“The lessons learned from unanticipated accidents at three different nuclear power plants should reassure us of what? That future unanticipated problems with other nuclear power plants won’t be serious? That engineers have acquired clearer foresight and the potentially catastrophic risks of nuclear power generation have been eliminated? That once the utility companies see that the goal of maximizing profit has led to unacceptable levels of risk they will stop maximizing profits? That complex systems that create risk can be made safe with more complexity? That there will never be another “normal accident”, the term coined for failure that can be understood in hindsight but cannot be predicted because of the complexity of the system? And don’t forget that the problem of the safety of nuclear waste storage has never been solved. We’ve made our point.”
grasping the nettle.
A forthright & highly philosophical confrontation with the encircling climate catastrophe. Gentle, composed & extremely reasonable, it stares down one of the most distressing & minacious events with a calm humanity & even occasional humour.
Authored by two senior academics with a long history in the terrain, the book argues more with a careful, hyper-rational & almost overly-considerate tone, eschewing the data bludgeoning & cavalcade of terrifying (but all real) statistics & fallout metrics that generally soak the subject.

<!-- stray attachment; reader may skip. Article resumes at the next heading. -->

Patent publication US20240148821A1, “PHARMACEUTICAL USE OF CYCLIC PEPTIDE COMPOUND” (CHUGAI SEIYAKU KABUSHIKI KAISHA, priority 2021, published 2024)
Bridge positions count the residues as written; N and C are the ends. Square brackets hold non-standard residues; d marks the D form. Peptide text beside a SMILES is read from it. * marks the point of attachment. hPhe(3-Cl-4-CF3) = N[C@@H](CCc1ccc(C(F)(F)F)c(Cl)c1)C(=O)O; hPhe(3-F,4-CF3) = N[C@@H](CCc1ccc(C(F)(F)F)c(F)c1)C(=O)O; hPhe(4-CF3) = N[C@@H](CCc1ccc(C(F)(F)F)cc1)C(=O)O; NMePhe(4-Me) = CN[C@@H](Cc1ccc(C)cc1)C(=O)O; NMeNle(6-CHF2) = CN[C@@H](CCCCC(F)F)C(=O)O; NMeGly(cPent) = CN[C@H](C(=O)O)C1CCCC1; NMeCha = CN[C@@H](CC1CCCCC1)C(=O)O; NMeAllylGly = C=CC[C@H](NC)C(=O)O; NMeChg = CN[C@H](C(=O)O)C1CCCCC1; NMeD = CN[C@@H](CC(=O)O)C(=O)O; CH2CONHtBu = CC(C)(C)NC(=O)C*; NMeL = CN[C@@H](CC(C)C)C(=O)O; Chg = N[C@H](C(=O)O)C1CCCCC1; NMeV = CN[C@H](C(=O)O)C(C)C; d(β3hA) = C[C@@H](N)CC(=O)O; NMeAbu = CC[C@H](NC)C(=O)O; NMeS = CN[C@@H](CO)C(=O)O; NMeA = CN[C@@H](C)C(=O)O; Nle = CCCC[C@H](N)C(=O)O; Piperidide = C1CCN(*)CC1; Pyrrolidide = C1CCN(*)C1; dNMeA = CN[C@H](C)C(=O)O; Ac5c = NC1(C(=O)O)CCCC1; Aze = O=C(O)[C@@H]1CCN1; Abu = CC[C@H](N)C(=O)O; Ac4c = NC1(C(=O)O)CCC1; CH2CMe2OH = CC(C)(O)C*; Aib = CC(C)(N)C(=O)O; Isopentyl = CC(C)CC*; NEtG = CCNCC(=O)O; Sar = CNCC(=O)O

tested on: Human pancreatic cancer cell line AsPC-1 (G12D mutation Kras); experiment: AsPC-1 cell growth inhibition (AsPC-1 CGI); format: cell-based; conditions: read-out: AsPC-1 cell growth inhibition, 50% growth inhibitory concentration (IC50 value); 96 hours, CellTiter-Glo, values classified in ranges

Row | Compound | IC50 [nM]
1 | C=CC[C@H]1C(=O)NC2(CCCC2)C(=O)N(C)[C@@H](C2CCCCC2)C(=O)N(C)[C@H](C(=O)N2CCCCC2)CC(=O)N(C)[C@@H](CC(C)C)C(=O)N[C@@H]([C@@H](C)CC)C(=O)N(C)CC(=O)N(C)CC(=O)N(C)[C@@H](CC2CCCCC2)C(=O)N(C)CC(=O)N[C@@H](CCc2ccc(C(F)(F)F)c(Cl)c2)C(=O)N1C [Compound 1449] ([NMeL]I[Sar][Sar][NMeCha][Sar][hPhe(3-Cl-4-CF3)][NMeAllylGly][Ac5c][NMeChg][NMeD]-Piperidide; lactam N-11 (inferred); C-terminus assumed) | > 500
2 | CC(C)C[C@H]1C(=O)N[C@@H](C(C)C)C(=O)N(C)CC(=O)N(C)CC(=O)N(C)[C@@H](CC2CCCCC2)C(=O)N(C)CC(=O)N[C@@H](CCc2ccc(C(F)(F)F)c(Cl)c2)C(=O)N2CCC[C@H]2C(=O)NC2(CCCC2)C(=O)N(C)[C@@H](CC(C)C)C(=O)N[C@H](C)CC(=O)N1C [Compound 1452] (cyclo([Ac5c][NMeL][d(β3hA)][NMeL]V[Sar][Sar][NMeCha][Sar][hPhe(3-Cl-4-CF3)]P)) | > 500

It is a different approach, & very much a valid one.
Reading the hardcore, front line & non-ameliorated reporting & predictions on climate catastrophe, tipping points & collapse is extremely troubling indeed.
To be honest, the in-depth, really grim assessment, no punches pulled stuff detailing the worst elements are probably only really analysed & confronted by a small community, as the implications are just so extreme, frightening & demoralising.
I was bracing for this book to be a lot harsher.
These guys aren’t shirking or sugaring it at all, but they have decided to be as pragmatic & composed on the extremity, & accept the emergency rather than detailing its specific horrors & the avalanche of facts that underscore it.
As they reiterate, they are neither nihilists, defeatists, misanthropes nor accelerationists – & they are not saying that the deal is foreclosed & the casket confirmed in an absolutist sense.
What ensues is an exceptionally careful & non-panicked exploration & evaluation drawing on a rich system of sources & methodology.
It is not strictly academic by any means, preferring a much more open, myriad & cross-discipline modal of appointment to struggle for solutions & escapology (they would prefer the term “mitigation” as they don’t think we are avoiding “it”).
Reading wise this makes the material much more engrossing, but it is also valid for bringing another approach to the “multiple cascading crisis” they describe.
“technological fundamentalism,” – This fundamentalism is a religious style faith in the ability of societiies to solve problems with high energy and high technology, including the problems created by past use of that energy and technology.”
it is revealing that the same scammer advocating such perfect panaceas are those that would benefit financially on a humongous scale from the very replacement & reliance on the new technological fixes they sell as salvation.
Could the con be any more naked?
“extend and pretend”.
“Human capabilities should always be deployed with an eye on fallibility. We need to use technology judiciously, in a way that allows us to adjust to our inevitable mistakes rather than magnify the consequences of those mistakes.”
“Technological fundamentalism seems to think we can remain in free-fall forever through innovation.”